November 8, 2012 - 5:13 pm | Permalink

    I appreciate your comments on early efforts at writing. I’m just beginning my own, a historical fictional account of the 1812 Campaign. I’ve been reading and researching for 3 years now – that was the easy part. Putting pen to paper and making history come alive is not! Any tips?

  • mrodenberg
    November 13, 2012 - 3:15 am | Permalink

    Find a writing group who will read and comment on your efforts, take seminars or read books about the craft, and start by writing a few short stories because they are easier to structure and the time commitment is shorter. But in the end, you just have to take the leap and write. Good luck to you!

  • Henricus Welvaarts
    December 17, 2012 - 4:27 pm | Permalink

    Greetings from a Dutch speaking Belgian, living not very far from Waterloo, the site of Napoleon’s lost, and final, battle.
    I discovered your blog while reading “Napoléon mon aïeul, cet inconnu” (Napoleon my unknown forefather, published in 2009) by Charles, Prince Napoléon, direct descendant of Napoleon’s brother Jerome. As the author states in his work, the difference between him and other historians is that he writes about his own family.
    My interest in Napoleon was further awakened, not to mention your exciting blog, by a recently (in 2012) published work from a Belgian author: Johan Op de Beeck “Napoleons nachtmerrie” (Napoleon’s Nightmare). This (bottom up) historical account is a narrative of Napoleon’s campaign in Russia and its horrors, based upon the written memories of three Belgian soldiers who where drafted into the French Grande Armee and lucky enough to survive its misery and being able to leave a first hand account of what happened to them and the many others who were not as lucky to make it to their homeland ever again.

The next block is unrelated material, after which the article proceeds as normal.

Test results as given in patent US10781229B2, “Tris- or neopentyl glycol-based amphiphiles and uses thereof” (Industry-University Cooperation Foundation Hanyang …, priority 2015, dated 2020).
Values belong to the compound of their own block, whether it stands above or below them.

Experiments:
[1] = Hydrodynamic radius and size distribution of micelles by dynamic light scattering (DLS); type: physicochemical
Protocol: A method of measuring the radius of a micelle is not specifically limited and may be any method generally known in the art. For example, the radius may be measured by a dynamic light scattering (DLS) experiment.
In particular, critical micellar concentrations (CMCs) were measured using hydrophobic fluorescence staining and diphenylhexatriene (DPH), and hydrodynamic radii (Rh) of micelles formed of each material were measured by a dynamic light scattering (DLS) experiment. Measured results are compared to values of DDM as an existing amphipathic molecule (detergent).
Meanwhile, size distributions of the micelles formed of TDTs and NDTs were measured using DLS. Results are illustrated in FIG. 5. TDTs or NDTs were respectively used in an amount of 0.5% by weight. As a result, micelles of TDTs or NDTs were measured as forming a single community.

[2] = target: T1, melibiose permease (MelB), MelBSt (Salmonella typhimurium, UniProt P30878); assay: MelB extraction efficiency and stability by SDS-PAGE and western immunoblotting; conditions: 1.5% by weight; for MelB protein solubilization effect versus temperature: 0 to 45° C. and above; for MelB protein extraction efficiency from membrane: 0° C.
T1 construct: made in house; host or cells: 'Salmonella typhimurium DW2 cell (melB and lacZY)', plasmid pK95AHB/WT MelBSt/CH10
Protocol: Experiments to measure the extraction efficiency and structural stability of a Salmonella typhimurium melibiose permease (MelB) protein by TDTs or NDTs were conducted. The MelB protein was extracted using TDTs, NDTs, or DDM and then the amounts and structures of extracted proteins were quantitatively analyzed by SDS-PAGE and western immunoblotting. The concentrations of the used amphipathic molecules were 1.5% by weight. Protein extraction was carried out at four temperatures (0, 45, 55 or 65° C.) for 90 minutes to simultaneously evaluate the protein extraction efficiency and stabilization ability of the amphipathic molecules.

I will definitely buy your book when it is published.

  • mrodenberg
    December 30, 2012 - 2:54 pm | Permalink

    Greetings to you! Those books sound fascinating. Believe it or not, although I have been to remote St Helena, I haven’t been to Waterloo. Perhaps in 2013, when I expect to return to Europe. I’m glad you have become interested in Napoleon. Isn’t it amazing how much new material is written about him every year?

    All the best,

  • Henricus Welvaarts
    January 1, 2013 - 5:18 pm | Permalink

    Happy New Year and I hope to be able to read your book in 2013.

  • June 29, 2015 - 10:38 am | Permalink

    It was a real pleasure to meet you at HNS Denver 2015, Margaret – and hope to see you next year in Oxford. I thought the dialogue reading of your book was superb (and knocked the others out of the park). I can’t wait to read the book. Best wishes

  • mrodenberg
    August 4, 2015 - 2:26 pm | Permalink

    Hello, Clare. It was a pleasure to meet you, too, and I hope we’ll see each other again next year in the UK. It was an unbelievable thrill to have my words (well, the words I gave Napoleon and Hudson Lowe!) brought to life by two actors. I couldn’t stop grinning all day! Thanks for the compliment on the writing. I love writing dialogue. Good luck to you, too! Margaret

  • Elizabeth Page
    January 21, 2017 - 3:09 pm | Permalink

    Dear Ms. Rodenberg –
    In our attic, we have come across several portfolios from L’ Exposition Universelle in Paris, 1889. These portfolios contain reproductions of various works of art, some of which are simple photographs, and others are oversize reproductions made from plates which appeared to be hand painted. Most of are of common themes and others depict significant historical events such as J. L. Davids’s painting of “the Coronation of Josephine”.
    It appears as though they were acquired by my grandfather or great grandfather.
    We were wondering if you might have any further information about these items.

    Elizabeth Lewis Page
    100 Linden Lane Farm
    Keswick, VA 22947

  • mrodenberg
    January 26, 2017 - 9:20 pm | Permalink

    Dear Ms Page,

    Those sound very interesting. I wish I could see them myself (and that I had an attic stuffed with similar artifacts. Unfortunately, I’m not an expert at evaluating art or photos so I can’t really help you. Good luck!

    All the best,